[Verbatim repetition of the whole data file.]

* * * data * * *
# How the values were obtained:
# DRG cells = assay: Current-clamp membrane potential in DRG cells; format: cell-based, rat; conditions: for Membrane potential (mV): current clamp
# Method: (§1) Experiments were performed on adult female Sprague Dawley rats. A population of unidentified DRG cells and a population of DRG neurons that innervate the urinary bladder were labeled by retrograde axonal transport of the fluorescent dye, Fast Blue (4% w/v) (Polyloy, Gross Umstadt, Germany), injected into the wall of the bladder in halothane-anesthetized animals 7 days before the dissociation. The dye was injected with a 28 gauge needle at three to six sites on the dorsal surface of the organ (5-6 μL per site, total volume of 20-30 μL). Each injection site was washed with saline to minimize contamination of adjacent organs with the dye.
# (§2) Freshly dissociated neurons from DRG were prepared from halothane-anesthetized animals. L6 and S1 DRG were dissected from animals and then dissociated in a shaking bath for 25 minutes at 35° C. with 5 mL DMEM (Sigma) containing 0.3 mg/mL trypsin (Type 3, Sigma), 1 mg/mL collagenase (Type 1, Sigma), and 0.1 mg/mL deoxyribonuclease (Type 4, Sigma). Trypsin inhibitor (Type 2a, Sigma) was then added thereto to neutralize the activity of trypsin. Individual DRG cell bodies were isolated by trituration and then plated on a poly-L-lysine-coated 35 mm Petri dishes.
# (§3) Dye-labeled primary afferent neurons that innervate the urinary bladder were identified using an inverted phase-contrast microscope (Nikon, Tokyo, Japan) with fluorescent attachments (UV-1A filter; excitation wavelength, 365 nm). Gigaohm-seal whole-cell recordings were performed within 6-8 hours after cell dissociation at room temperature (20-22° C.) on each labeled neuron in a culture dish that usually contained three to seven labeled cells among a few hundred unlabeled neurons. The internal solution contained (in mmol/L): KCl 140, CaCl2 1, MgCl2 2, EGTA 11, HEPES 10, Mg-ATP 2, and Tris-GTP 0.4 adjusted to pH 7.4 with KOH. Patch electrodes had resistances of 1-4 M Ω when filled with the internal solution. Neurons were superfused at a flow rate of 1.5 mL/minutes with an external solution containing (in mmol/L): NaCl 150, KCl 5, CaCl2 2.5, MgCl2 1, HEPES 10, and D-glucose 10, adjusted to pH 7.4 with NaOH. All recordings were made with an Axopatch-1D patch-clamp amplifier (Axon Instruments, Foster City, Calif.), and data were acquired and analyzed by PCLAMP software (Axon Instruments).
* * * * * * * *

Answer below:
# How the values were obtained:
# DRG cells = assay: Current-clamp membrane potential in DRG cells; format: cell-based, rat; conditions: for Membrane potential (mV): current clamp
# Method: (§1) Experiments were performed on adult female Sprague Dawley rats. A population of unidentified DRG cells and a population of DRG neurons that innervate the urinary bladder were labeled by retrograde axonal transport of the fluorescent dye, Fast Blue (4% w/v) (Polyloy, Gross Umstadt, Germany), injected into the wall of the bladder in halothane-anesthetized animals 7 days before the dissociation. The dye was injected with a 28 gauge needle at three to six sites on the dorsal surface of the organ (5-6 μL per site, total volume of 20-30 μL). Each injection site was washed with saline to minimize contamination of adjacent organs with the dye.
# (§2) Freshly dissociated neurons from DRG were prepared from halothane-anesthetized animals. L6 and S1 DRG were dissected from animals and then dissociated in a shaking bath for 25 minutes at 35° C. with 5 mL DMEM (Sigma) containing 0.3 mg/mL trypsin (Type 3, Sigma), 1 mg/mL collagenase (Type 1, Sigma), and 0.1 mg/mL deoxyribonuclease (Type 4, Sigma). Trypsin inhibitor (Type 2a, Sigma) was then added thereto to neutralize the activity of trypsin. Individual DRG cell bodies were isolated by trituration and then plated on a poly-L-lysine-coated 35 mm Petri dishes.
# (§3) Dye-labeled primary afferent neurons that innervate the urinary bladder were identified using an inverted phase-contrast microscope (Nikon, Tokyo, Japan) with fluorescent attachments (UV-1A filter; excitation wavelength, 365 nm). Gigaohm-seal whole-cell recordings were performed within 6-8 hours after cell dissociation at room temperature (20-22° C.) on each labeled neuron in a culture dish that usually contained three to seven labeled cells among a few hundred unlabeled neurons. The internal solution contained (in mmol/L): KCl 140, CaCl2 1, MgCl2 2, EGTA 11, HEPES 10, Mg-ATP 2, and Tris-GTP 0.4 adjusted to pH 7.4 with KOH. Patch electrodes had resistances of 1-4 M Ω when filled with the internal solution. Neurons were superfused at a flow rate of 1.5 mL/minutes with an external solution containing (in mmol/L): NaCl 150, KCl 5, CaCl2 2.5, MgCl2 1, HEPES 10, and D-glucose 10, adjusted to pH 7.4 with NaOH. All recordings were made with an Axopatch-1D patch-clamp amplifier (Axon Instruments, Foster City, Calif.), and data were acquired and analyzed by PCLAMP software (Axon Instruments).